PRESENTATION SUMMARY - The significance of Shariah investing
Speaking at Hubbis’ Investment Solutions Forum 2017 in Singapore in June – Sharizad Juma’at of RHB Asset Management discusses Shariah investing, and explains the resilience of Shariah versus unconstrained strategies.
The Shariah investing concepts focus on responsibilities to investors and societies, with Shariah-compliant investments about ethical and moral actions, explains Sharizad Juma’at, chief executive officer, RHB Islamic International Asset Management, and group head of Islamic business at RHB Asset Management.
This is achieved by prohibiting the use of fixed interest, avoiding transactions which may result in unprecedented losses to investments namely, and encouraging profit and loss sharing and mark-up financing.
Yet Shariah investing has applicable screening across all asset classes, guided by Shariah advisers. And, says Juma’at, the screening process adds resilience to portfolios over the long-term.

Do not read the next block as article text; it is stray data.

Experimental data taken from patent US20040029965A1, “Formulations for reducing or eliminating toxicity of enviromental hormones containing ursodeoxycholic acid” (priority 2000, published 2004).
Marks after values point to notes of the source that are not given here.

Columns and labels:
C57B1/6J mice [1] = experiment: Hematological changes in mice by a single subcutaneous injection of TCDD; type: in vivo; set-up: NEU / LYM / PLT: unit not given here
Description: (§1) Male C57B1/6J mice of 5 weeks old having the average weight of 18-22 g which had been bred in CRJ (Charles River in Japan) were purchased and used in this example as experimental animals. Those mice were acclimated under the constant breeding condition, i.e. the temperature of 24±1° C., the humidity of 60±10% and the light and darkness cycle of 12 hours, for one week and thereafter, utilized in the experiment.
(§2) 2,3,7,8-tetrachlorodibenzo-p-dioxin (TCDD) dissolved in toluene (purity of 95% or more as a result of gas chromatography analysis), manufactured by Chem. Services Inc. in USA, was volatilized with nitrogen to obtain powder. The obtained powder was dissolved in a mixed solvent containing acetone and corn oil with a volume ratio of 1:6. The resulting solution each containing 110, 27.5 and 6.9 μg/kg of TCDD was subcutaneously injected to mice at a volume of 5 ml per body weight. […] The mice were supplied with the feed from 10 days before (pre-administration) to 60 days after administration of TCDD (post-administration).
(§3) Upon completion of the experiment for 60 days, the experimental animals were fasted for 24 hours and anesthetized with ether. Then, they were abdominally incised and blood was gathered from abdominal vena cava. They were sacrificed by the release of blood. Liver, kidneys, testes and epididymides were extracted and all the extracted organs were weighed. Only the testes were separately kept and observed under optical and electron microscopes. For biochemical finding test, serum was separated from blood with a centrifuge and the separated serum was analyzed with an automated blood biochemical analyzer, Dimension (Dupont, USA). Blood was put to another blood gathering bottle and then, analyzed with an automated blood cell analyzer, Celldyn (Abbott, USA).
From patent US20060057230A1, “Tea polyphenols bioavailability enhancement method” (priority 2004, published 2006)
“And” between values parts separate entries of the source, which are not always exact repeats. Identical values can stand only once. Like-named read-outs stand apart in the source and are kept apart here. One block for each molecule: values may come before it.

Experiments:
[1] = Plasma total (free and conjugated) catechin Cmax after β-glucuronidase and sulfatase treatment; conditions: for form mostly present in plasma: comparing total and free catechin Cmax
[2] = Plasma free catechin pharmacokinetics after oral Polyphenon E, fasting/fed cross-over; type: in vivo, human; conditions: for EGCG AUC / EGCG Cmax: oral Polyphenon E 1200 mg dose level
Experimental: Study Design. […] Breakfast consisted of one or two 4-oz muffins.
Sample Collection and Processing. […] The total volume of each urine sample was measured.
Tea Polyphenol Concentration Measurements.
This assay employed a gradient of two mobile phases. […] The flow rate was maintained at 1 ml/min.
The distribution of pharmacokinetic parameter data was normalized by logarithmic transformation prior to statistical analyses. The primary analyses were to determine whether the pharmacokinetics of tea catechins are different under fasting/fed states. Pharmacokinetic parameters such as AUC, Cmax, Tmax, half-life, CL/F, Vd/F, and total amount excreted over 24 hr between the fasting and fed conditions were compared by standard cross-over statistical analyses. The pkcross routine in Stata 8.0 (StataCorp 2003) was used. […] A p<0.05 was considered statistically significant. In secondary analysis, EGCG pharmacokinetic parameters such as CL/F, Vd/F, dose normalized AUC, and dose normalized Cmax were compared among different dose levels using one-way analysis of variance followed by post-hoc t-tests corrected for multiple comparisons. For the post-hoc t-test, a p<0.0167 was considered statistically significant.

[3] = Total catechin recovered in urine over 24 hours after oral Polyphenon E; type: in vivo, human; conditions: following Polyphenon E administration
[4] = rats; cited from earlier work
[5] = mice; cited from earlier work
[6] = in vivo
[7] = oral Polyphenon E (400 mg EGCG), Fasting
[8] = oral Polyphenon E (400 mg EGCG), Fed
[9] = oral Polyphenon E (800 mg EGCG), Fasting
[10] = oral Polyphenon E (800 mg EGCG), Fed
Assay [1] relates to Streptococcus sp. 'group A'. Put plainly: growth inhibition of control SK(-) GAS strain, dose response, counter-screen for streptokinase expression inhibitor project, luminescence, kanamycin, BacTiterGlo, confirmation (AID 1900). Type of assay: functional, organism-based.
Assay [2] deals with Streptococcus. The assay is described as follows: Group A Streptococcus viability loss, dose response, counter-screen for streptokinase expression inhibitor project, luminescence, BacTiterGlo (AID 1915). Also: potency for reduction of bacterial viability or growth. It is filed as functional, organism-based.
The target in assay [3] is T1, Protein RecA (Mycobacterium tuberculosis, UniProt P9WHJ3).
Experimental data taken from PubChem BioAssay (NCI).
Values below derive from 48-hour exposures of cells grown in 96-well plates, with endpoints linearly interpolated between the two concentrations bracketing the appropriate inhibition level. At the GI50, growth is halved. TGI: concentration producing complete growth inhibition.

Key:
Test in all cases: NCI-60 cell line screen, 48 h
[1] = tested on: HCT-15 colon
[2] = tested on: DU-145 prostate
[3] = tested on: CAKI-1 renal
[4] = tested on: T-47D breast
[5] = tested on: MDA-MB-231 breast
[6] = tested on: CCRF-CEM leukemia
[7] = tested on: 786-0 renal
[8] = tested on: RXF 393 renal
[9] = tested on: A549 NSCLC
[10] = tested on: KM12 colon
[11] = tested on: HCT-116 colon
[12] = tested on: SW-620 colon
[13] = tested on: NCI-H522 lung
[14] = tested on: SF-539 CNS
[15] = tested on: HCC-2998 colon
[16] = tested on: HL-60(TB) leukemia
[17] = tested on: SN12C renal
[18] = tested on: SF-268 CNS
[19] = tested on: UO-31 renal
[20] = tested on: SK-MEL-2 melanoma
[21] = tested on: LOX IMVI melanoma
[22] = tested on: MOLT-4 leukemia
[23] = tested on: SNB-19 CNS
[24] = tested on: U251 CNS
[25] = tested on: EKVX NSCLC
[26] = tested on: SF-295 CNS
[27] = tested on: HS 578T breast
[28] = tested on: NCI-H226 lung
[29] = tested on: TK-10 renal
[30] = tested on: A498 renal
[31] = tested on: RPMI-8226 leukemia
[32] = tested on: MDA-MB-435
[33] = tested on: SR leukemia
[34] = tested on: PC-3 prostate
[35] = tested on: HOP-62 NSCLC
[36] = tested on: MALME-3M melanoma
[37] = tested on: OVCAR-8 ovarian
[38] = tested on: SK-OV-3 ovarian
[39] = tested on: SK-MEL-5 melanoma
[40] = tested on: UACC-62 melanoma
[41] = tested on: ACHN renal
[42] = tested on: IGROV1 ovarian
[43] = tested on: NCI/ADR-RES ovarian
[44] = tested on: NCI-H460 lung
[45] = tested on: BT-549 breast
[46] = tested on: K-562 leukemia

This is reflected in the fact that trends point towards an increasing global focus for Shariah funds.
Further, she adds, there has been an acceptance of Shariah strategy across markets and asset classes.
It is important, therefore, to continue to remove any misconceptions around Shariah investing, explains Juma’at. Some of the common ones include the fact that Islamic funds are less competitive in terms of performance compared with conventional funds due to the added layers of Shariah screening. Plus, fund managers may think it will be difficult to select a particular stock, due to a narrowed universe and the absence of certain sectors deemed non-compliant.
However, Shariah-compliant funds are not sub-standard in performance compared with their conventional counterparts, she explains.
Other benefits include them providing diversification, being attractive due to the ethical stance and transparency over product profitability, offer potential resilience in the face of an economic downturn, and create added control as the financial screening provides an additional layer of risk management.
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